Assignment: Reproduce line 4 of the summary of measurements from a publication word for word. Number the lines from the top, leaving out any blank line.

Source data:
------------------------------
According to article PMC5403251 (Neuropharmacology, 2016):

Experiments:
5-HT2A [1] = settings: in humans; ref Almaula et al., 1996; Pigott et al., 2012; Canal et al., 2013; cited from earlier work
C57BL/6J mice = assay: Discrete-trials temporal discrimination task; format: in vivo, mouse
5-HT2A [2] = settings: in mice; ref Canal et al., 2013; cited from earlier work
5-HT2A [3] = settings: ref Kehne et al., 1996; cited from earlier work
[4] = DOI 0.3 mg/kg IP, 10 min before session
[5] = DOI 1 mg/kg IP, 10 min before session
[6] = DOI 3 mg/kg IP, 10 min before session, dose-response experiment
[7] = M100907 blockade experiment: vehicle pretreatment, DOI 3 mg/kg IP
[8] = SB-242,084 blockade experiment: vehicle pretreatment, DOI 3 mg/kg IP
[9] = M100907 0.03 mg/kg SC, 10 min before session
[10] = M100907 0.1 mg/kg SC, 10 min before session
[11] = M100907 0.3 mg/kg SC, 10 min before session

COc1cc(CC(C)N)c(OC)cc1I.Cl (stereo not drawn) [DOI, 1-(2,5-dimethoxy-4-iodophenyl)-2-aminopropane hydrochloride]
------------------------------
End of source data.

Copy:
C57BL/6J mice = assay: Discrete-trials temporal discrimination task; format: in vivo, mouse